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Contrasting geographic structure in evolutionarily divergent Lake Tanganyika catfishes

Peart, CR; Dasmahapatra, KK; Day, JJ; (2018) Contrasting geographic structure in evolutionarily divergent Lake Tanganyika catfishes. Ecology and Evolution , 8 (5) pp. 2688-2697. 10.1002/ece3.3860. Green open access

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Abstract

Geographic isolation is suggested to be among the most important processes in the generation of cichlid fish diversity in East Africa’s Great Lakes, both through isolation by distance and fluctuating connectivity caused by changing lake levels. However, even broad scale phylogeographic patterns are currently unknown in many non-cichlid littoral taxa from these systems. To begin to address this, we generated restriction- site-associated DNA sequence (RADseq) data to investigate phylogeographic structure throughout Lake Tanganyika (LT) in two broadly sympatric rocky shore catfish species from independent evolutionary radiations with differing behaviors: the mouthbrooding claroteine, Lophiobagrus cyclurus, and the brood-parasite mochokid, Synodontis multi- punctatus. Our results indicated contrasting patterns between these species, with strong lake-wide phylogeographic signal in L. cyclurus including a deep divergence be- tween the northern and southern lake basins. Further structuring of these populations was observed across a heterogeneous habitat over much smaller distances. Strong population growth was observed in L. cyclurus sampled from shallow shorelines, sug- gesting population growth associated with the colonization of new habitats following lake-level rises. Conversely, S. multipunctatus, which occupies a broader depth range, showed little phylogeographic structure and lower rates of population growth. Our findings suggest that isolation by distance and/or habitat barriers may play a role in the divergence of non-cichlid fishes in LT, but this effect varies by species.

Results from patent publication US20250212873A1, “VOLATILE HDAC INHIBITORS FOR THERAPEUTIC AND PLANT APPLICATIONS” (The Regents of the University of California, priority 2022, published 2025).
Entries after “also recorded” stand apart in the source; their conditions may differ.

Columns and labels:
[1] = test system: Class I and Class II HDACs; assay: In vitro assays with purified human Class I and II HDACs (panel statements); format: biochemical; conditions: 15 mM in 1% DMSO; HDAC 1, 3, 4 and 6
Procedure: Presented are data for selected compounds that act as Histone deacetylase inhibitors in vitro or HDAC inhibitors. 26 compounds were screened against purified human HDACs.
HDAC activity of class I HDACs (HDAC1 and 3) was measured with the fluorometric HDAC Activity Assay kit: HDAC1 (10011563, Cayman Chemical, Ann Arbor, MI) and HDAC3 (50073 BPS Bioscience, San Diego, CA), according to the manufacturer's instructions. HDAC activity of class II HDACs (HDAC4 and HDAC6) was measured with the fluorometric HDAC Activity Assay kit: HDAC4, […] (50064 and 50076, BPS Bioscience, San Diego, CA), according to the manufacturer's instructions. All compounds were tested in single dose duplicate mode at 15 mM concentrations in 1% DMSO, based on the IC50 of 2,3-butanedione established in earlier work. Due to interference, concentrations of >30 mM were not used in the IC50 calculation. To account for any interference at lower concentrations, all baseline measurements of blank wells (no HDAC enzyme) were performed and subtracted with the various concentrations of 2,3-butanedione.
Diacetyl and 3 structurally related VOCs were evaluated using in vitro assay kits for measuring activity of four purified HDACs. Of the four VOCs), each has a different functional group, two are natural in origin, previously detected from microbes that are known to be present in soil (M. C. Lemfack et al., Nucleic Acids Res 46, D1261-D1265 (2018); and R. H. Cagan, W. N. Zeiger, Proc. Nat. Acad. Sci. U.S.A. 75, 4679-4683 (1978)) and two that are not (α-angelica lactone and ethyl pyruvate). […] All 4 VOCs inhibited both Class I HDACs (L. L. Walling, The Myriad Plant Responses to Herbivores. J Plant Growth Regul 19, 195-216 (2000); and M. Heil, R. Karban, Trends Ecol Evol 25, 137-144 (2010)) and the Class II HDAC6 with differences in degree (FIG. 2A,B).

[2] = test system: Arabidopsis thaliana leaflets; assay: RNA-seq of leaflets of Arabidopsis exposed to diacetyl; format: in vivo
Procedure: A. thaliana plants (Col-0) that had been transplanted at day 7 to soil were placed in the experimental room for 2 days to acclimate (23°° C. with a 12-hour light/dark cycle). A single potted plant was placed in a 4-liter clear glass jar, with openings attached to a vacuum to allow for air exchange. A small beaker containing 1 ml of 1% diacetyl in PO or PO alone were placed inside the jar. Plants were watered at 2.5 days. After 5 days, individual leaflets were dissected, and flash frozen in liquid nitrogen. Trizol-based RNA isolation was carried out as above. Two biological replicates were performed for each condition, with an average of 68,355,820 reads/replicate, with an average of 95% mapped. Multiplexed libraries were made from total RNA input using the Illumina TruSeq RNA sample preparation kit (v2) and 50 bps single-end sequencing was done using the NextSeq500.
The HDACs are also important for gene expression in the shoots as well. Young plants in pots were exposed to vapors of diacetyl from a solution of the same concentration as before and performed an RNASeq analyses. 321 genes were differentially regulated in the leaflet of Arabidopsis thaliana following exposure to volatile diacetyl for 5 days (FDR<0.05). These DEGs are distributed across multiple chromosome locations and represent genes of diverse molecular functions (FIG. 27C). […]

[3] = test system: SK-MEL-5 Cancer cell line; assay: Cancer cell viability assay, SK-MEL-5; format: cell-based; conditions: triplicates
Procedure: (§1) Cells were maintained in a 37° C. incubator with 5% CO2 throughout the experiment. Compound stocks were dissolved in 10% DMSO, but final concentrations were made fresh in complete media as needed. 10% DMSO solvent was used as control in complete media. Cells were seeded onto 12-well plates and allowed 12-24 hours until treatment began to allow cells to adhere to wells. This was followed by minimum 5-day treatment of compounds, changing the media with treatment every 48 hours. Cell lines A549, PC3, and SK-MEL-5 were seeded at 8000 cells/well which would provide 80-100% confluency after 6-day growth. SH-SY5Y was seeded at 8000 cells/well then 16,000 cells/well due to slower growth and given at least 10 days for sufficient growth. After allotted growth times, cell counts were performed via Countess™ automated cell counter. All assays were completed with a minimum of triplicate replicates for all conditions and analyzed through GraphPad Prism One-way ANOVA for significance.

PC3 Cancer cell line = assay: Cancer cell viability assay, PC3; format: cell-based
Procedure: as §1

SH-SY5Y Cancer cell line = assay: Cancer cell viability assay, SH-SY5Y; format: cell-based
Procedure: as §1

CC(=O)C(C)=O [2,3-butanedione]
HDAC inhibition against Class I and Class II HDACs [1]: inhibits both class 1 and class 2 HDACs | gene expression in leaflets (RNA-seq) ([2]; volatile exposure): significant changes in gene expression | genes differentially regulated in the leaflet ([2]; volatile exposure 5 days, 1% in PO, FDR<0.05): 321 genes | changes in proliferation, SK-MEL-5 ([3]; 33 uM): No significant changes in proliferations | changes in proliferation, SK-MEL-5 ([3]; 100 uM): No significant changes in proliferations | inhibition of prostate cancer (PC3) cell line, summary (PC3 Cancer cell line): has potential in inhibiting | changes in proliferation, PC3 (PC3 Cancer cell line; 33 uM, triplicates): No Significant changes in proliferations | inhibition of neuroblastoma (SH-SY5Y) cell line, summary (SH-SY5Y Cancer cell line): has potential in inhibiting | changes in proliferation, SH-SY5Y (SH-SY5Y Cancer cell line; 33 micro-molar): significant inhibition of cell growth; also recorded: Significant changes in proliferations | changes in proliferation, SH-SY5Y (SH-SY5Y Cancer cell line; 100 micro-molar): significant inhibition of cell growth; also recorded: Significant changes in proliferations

Type: Article
Title: Contrasting geographic structure in evolutionarily divergent Lake Tanganyika catfishes
Open access status: An open access version is available from UCL Discovery
DOI: 10.1002/ece3.3860
Publisher version: http://doi.org/10.1002/ece3.3860
Language: English
Additional information: Copyright © 2018 The Authors. Ecology and Evolution published by John Wiley & Sons Ltd. This is an open access article under the terms of the Creative Commons Attribution License, which permits use, distribution and reproduction in any medium, provided the original work is properly cited.
Keywords: catfishes, diversification, East African Great Lakes, lake-level fluctuations, Lake Tanganyika, Phylogeography, RADseq
UCL classification: UCL
UCL > Provost and Vice Provost Offices > School of Life and Medical Sciences
UCL > Provost and Vice Provost Offices > School of Life and Medical Sciences > Faculty of Life Sciences
UCL > Provost and Vice Provost Offices > School of Life and Medical Sciences > Faculty of Life Sciences > Div of Biosciences
UCL > Provost and Vice Provost Offices > School of Life and Medical Sciences > Faculty of Life Sciences > Div of Biosciences > Genetics, Evolution and Environment
URI: https://discovery.ucl.ac.uk/id/eprint/1576202
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